Shop of Small Wonders

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The shop, Peter’s Antiques, has become synonymous with cultural tourism in Swakopmund and indeed Namibia.

By Catherine Sasman

SWAKOPMUND

A steady stream of foreign tourists and interested Namibians ring the bicycle bell mounted onto the freshly painted yellow door of Peter’s Antiques, a unique small shop that turns 25 in August.

Some visitors come in to buy old German colonial and wartime memorabilia after peeping through the large windows of the shop. Others come in merely to browse through the thousands of items, big and small, to get a “sense” of days gone by.

Ludwig Haller, son of Peter Haller, who started the shop in August 1983, remembers the day when a heavily pregnant Angelina Jolie during her much-publicised stay at Long Beach in 2006 walked through the doors of the internationally acclaimed shop with three of her burly bodyguards.

Ludwig’s father, Peter – now retired after handing over the shop to his son – failed to recognise the high-powered Hollywood actress. But, says Ludwig, many more stars and other personalities of note have walked through the aisles stacked with interesting historic and more recent articles, and all have inevitably walked out with one item or the other.

“I am always flabbergasted at how popular the shop is internationally. The New York Times ran four pages on where to shop, and one of the places was Peter’s Antiques,” he says with a certain degree of wonder.

So much is the interest in the shop that it has attracted small and large film productions to look for props among the many and varied items in the shop.

This has resulted in Peter being recruited to work as an extra in as many as 25 films. Ludwig has also been enlisted to play as an extra in an Afrikaans film as a boy in the 1970s.

And the intrigue persists.

The shop is a product of his father’s entrepreneurial spirit, a passion for antiques, and the insatiable wanderlust of the Haller family.

“My father sold his first old antiquated coach at the early age of eight years,” muses Haller.

The young Peter, his son remembers, hailed from Landshut in southern Germany where his passion for the old and interesting grew.

In 1963, the older Haller first arrived in the then South West Africa with a German textile company, Von Tippeskirch, and met his wife, Gabby Henrischen, and decided to stay in the coastal town for a while.

The couple, young with “hippie blood” in them, however, soon packed up and first moved to Johannesburg, South Africa, where Peter “tried his luck” in business, creating and selling figurines of famous figures for about four years.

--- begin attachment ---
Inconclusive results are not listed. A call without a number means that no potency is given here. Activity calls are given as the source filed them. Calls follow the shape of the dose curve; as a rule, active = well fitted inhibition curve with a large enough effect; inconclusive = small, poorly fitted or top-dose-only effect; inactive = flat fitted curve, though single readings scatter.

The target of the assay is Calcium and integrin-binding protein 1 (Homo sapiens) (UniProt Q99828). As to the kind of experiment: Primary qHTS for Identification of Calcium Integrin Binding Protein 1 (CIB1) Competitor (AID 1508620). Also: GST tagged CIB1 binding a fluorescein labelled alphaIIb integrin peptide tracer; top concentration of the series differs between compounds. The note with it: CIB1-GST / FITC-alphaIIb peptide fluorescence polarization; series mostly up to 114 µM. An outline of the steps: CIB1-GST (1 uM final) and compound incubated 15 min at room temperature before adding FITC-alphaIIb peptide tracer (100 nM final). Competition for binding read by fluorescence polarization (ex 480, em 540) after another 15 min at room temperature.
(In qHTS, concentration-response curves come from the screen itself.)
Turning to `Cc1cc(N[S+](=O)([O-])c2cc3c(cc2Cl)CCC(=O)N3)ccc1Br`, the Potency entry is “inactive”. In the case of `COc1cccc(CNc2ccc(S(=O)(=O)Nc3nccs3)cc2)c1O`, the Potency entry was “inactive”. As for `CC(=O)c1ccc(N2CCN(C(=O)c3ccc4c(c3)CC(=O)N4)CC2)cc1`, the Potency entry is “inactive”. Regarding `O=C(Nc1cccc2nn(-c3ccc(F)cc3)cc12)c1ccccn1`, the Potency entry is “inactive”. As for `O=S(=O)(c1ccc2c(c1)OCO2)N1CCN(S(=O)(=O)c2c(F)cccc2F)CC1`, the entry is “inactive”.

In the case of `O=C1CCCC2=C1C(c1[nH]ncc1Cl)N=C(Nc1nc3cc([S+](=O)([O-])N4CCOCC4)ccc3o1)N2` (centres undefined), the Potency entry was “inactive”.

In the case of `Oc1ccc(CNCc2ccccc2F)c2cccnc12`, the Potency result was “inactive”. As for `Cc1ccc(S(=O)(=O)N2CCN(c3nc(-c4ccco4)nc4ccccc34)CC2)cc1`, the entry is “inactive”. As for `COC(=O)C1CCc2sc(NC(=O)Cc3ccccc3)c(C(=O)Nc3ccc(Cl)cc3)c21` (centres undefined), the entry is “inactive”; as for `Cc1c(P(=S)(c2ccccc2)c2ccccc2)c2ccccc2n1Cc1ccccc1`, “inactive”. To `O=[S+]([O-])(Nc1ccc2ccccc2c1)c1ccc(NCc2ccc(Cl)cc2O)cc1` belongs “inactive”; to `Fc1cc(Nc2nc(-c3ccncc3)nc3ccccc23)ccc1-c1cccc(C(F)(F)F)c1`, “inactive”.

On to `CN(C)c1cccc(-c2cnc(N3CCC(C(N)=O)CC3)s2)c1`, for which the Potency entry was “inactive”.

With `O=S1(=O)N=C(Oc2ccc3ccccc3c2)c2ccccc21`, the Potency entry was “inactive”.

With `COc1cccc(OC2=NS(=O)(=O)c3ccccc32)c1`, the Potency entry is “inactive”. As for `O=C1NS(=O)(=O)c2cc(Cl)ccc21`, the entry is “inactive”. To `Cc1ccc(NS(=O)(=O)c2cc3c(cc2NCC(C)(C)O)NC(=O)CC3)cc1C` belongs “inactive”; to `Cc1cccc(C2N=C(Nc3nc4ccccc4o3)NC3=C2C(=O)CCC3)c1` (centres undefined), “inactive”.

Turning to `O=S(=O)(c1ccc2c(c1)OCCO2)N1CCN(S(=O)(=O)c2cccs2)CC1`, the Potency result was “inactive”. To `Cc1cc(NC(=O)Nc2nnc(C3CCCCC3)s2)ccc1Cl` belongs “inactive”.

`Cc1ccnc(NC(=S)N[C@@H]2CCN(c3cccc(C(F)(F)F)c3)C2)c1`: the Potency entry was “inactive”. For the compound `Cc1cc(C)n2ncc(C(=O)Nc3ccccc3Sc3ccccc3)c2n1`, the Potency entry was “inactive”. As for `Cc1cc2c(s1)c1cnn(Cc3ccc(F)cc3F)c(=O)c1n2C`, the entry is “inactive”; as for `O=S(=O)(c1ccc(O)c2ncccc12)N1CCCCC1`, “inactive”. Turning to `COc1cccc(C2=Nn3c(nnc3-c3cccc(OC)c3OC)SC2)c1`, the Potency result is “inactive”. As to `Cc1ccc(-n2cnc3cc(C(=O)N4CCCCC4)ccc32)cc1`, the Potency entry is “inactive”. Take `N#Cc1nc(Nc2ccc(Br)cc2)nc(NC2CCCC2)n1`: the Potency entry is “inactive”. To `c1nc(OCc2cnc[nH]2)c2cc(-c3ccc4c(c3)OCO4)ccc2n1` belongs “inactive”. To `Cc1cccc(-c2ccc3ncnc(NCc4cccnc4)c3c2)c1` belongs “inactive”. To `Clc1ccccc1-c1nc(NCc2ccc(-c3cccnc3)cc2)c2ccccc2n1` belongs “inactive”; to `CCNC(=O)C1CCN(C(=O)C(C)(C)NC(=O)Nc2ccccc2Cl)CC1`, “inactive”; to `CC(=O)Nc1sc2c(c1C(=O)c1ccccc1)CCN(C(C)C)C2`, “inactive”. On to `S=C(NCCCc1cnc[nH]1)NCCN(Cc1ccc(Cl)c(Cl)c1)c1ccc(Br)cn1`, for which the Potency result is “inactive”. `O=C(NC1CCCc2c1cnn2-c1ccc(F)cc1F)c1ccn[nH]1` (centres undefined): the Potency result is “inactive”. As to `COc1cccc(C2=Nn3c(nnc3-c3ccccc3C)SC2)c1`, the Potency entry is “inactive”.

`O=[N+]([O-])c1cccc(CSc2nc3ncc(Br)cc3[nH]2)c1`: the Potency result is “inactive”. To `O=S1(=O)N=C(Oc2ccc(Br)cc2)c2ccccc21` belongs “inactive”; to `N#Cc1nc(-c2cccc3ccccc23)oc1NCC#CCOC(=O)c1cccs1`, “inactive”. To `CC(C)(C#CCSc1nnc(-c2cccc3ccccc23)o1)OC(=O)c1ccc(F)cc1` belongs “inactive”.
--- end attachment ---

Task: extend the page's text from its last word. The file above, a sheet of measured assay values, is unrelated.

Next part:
In 1970, the couple decided to move to Germany, where Peter started out as a salesman for the Encyclopedia Britannica before the family yet again decided to pack up – this time to tour the world.

This time with two young sons, Michael and Ludwig, “and their Tibetan guard dog that behaved like a teddy bear when required”, the family set off in their Mercedes Benz – a twin-wheel, four-tonne wagon converted into a caravan.

For a number of years the family trekked through European and Scandinavian countries, with the aim to travel through China and then eventually reach New Zealand and Australia.

They travelled through countries like Iran, Iraq, Saudi Arabia, Turkey, Tibet, and reached the Chinese border in 1972. There, their hopes were dashed when they were stopped at the border and where the young Ludwig was – erroneously so – diagnosed with a weak heart by the Chinese authorities. The family could not proceed and instead returned to Germany via India, Pakistan and other countries along the way.

In the meantime, the family’s finances got tight but they managed to get back to Germany.

By 1976, the German authorities decided it was time for Michael to go to school, but his mother balked at this idea, and the family summarily decided to move back to Namibia where the school system was more rigid and where children were allowed wide-open spaces to play in.

This time, the family drove through Africa with their trusted Mercedes Benz to reach Namibia in 1977.

“By the time we arrived here we were dead poor and by the time I started school, we had travelled through 50 different countries and we knew we were privileged in that sense,” remembers Ludwig.

It was also on this trip that the passion for collecting historic artifacts was fired up again, and where invaluable contacts with dealers were established that sustained the shop’s interesting, beautiful and diverse fa?

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